While these areas are characterised with less activity than 40 km/h areas, there’s still a great need to be careful due to frequent encounters with pedestrians.
Many areas with this speed limit are suburban areas with homes.
This is an important speed to know for learner drivers as you’ll likely be taken to areas without speed limit signs and be expected to drive safely at 50 km/h.

80 km/h

This speed zone is also extremely common as it’s found in urban areas on divided roads without driveway access, undivided arterial roads on the fringes of urban areas and lower quality rural roads.
Despite a lower amount of hazards, it’s vital to be careful in these areas as they can be typically populated with many other vehicles also driving at this speed.

100 km/h

This is the default speed limit in all non-built-up areas for all states other than Western Australia — where the default speed limit is 110km /h. This speed limit applies to most rural roads but the most common place you’ll find it are on urban motorways.
Although there are a lower amount of hazards and activity in these areas, it’s still wise to be careful as you’ll likely encounter other cars driving at the same speed and collisions will be more heavily damaging.
The stopping distance at 100km/h is over 90 metres meaning you should leave adequate distance between other vehicles if driving on these roads.

110 km/h

This is the highest speed limit in every state other than Northern Territory  and Australian Capital Territory. These zones are only found in high quality rural divided roads and non-urban motorways.
Similarly to 100 km/h zones, there are low amount of hazards and especially a low amount of curves on the road. This means that it’s much clearer what the hazards are if there are any and you’ll likely be able to see most other cars.
Despite this, understanding adequate stopping distances at this speed is essential as higher speeds mean a greater risk of injury in crashes.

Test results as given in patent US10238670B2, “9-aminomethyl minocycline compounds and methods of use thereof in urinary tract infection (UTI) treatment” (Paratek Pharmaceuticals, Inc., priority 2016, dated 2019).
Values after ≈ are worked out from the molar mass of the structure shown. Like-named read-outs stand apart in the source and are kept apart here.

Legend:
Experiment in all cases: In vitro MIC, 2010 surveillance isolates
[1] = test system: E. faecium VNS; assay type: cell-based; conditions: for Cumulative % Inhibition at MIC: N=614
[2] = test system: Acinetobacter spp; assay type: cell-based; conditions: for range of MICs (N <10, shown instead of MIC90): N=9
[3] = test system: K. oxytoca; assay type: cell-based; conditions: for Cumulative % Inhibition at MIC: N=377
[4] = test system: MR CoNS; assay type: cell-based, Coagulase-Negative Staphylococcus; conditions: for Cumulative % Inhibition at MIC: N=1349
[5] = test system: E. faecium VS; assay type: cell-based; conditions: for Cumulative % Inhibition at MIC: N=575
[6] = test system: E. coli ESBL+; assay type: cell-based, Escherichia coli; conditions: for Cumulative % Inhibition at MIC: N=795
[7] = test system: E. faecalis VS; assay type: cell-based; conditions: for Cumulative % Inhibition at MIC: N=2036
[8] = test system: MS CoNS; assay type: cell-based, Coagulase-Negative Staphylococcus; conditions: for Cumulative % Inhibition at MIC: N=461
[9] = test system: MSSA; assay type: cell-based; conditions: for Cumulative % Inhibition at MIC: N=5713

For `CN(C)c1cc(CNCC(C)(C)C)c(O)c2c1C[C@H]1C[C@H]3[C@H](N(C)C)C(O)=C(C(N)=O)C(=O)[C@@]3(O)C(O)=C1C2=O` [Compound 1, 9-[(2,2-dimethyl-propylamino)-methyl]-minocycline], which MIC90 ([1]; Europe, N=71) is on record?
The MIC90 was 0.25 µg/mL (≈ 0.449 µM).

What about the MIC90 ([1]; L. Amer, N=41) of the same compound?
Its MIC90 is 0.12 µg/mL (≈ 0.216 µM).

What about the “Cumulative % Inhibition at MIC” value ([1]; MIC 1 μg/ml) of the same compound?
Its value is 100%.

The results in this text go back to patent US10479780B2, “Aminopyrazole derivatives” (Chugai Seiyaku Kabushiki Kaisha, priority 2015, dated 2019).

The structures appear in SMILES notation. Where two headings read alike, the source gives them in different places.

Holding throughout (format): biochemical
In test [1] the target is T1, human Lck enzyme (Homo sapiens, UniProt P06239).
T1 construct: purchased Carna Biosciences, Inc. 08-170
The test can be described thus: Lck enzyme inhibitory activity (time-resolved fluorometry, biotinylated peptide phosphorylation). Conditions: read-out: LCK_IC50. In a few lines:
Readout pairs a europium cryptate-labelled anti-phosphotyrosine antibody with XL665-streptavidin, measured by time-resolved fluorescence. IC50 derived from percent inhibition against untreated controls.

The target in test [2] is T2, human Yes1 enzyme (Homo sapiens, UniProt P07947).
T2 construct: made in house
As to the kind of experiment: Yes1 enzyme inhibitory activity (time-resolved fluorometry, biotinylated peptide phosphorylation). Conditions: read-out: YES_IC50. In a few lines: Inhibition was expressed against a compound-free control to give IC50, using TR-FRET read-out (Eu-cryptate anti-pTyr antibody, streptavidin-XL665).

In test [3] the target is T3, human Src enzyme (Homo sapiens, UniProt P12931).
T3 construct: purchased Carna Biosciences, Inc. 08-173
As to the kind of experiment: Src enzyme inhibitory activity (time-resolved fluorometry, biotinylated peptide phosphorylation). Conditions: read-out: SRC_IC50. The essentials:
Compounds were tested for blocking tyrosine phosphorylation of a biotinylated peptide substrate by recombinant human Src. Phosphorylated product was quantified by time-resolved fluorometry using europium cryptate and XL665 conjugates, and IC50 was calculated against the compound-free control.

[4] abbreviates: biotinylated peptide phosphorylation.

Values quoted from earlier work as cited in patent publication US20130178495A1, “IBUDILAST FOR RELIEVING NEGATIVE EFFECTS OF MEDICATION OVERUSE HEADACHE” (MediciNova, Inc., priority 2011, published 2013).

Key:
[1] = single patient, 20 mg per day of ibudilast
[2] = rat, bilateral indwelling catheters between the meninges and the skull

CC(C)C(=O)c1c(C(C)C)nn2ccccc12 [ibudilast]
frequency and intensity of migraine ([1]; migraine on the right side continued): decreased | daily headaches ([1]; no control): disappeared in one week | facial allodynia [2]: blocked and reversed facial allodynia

Check out our other posts
Why Do I Need 120 Hours To Take A Driving Test?
What Do I Do If I Lose My Logbook?
Should I Record My Logbook Hours With My Parents Or An Instructor?

Why You Should Get Your Learners Licence When You’re 16

flipped girl
If you reside in Melbourne or anywhere else in Victoria then you’re able to get your Learners licence when you’re 16. But you’re only able to take the driving test and receive your P1 licence when you’re 18 with the minimum requirement of holding the Learners licence for a year.
It might seem intuitive to get your Learners licence then when you’re 17 since you only need to be driving for one year to get your P1 licence.
But there are a few reasons to get your Learners licence as soon as possible.

You Have More Time To Drive

The first is that you need 120 driving hours and in Victoria, there are no bonuses for using a driving instructor. With other priorities like doing well in school or simply wanting to spend as much time with your friends as possible, it might be hard to find the time to drive.
Having an extra year to do these hours provide you with a lowered urgency to complete the hours whilst also providing you with more time for your subconscious to digest and understand safe driving habits intuitively.
If you’re a student in high school, you’ve probably experienced the difficult endeavour of last-minute cramming on an exam and found that even if you remembered enough to take the test, it was difficult to understand the course content long term.
This is because repeated instances of an event over a longer period of time become more ingrained in our memory.

It Teaches You How To Take Responsibility

Another reason is that it provides you with independence and a sense of responsibility.
For most of us, up until the point where we drive we haven’t really had any responsibilities that seriously impacted other people. We’ve been taken care of by our parents our entire lives and didn’t have to do things that could potentially be dangerous.
When you start driving, you’re responsible for not just your own life, but everyone in your car and every person in every other car that you can potentially come into contact with.
You not only have to make sure that you follow all the road rules, but you have to make sure that you’re in general a safe driver on the road so that you don’t hurt anyone or your car.

There’s A Lot To Learn From Driving

Another reason is that there’s simply a lot to learn from driving. Like picking up any skill, you’ll struggle when you start (unless you’re a natural!) but you’ll slowly get better over time. You’ll notice that as you learn more, you’ll stop thinking about certain maneuvers and perform them automatically.
And you’ll learn that this applies to any skill. Whether it’s playing the guitar and intuitively playing songs rather than thinking about what chord you need to do next or studying math where times tables were so difficult as a child but now they’re automatic.
Whilst a large part of your high school life is plagued (or blessed) with a rebellion against authorities like your parents and teachers, you also learn that rules are there for a reason
And while some rules in school are misinformed and imperfect, a road without rules would be total chaos and sometimes it’s important to conform.
Of course, there are many other reasons to get your licence at 16. But these are a few notable ones that we thought were important.

Book A Lesson Today

Check out our other tips
VIC Learner Drivers Demerit Point System
LTrent Melbourne Driving School Is Ready To Teach You